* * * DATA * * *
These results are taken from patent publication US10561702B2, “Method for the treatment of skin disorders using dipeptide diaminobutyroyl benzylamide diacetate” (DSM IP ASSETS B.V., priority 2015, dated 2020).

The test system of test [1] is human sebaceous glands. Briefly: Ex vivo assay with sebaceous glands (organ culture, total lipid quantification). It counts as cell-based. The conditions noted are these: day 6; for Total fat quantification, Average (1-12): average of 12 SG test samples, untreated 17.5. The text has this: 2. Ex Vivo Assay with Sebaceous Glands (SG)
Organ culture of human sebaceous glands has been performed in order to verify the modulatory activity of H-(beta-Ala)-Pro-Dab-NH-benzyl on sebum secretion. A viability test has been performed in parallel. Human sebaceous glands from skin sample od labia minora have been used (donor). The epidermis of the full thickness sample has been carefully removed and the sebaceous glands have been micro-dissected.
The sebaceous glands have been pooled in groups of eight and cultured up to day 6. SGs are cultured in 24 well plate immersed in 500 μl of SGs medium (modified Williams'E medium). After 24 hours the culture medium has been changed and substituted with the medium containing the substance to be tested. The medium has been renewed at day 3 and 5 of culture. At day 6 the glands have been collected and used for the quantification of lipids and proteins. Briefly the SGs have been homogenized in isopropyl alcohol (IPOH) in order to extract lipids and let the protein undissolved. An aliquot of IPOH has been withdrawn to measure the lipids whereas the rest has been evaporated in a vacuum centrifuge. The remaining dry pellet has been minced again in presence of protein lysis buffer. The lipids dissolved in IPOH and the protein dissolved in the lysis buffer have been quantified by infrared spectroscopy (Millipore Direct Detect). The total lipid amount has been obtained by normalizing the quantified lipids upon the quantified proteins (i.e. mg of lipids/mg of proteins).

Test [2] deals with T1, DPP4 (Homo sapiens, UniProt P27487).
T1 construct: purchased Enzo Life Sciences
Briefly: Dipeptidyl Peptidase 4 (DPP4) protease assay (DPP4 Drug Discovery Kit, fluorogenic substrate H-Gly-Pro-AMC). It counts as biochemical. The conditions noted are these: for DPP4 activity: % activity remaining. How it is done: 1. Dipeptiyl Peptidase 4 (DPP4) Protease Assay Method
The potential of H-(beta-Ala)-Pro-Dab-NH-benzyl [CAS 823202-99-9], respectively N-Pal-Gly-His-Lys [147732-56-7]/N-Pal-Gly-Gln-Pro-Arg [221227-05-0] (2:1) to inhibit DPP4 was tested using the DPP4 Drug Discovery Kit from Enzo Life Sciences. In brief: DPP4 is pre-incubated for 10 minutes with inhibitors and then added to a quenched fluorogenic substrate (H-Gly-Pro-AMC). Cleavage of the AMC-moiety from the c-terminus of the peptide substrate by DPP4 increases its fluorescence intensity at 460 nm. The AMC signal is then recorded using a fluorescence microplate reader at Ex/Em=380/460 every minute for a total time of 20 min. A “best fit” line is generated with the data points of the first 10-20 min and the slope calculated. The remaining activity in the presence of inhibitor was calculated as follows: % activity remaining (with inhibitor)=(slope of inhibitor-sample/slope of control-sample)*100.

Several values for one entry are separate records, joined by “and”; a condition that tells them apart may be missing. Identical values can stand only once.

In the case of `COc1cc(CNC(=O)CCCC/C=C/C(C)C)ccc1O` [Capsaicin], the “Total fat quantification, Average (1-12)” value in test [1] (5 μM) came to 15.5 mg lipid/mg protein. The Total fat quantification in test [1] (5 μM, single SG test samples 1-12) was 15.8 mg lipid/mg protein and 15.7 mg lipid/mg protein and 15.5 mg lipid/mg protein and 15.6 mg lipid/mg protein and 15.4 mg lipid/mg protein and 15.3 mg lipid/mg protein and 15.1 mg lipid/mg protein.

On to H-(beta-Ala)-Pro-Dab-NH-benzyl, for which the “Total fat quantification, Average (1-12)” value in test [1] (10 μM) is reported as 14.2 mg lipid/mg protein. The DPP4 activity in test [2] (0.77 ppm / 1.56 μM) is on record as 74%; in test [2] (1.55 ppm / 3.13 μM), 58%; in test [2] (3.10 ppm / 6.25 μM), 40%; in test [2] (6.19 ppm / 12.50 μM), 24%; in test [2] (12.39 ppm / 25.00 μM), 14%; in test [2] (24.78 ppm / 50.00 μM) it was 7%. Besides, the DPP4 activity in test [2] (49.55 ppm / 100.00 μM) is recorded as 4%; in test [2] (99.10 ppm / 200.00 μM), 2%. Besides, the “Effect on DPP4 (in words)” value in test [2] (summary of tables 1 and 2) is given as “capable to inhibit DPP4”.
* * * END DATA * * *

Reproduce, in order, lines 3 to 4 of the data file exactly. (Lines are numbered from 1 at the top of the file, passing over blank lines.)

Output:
Organ culture of human sebaceous glands has been performed in order to verify the modulatory activity of H-(beta-Ala)-Pro-Dab-NH-benzyl on sebum secretion. A viability test has been performed in parallel. Human sebaceous glands from skin sample od labia minora have been used (donor). The epidermis of the full thickness sample has been carefully removed and the sebaceous glands have been micro-dissected.
The sebaceous glands have been pooled in groups of eight and cultured up to day 6. SGs are cultured in 24 well plate immersed in 500 μl of SGs medium (modified Williams'E medium). After 24 hours the culture medium has been changed and substituted with the medium containing the substance to be tested. The medium has been renewed at day 3 and 5 of culture. At day 6 the glands have been collected and used for the quantification of lipids and proteins. Briefly the SGs have been homogenized in isopropyl alcohol (IPOH) in order to extract lipids and let the protein undissolved. An aliquot of IPOH has been withdrawn to measure the lipids whereas the rest has been evaporated in a vacuum centrifuge. The remaining dry pellet has been minced again in presence of protein lysis buffer. The lipids dissolved in IPOH and the protein dissolved in the lysis buffer have been quantified by infrared spectroscopy (Millipore Direct Detect). The total lipid amount has been obtained by normalizing the quantified lipids upon the quantified proteins (i.e. mg of lipids/mg of proteins).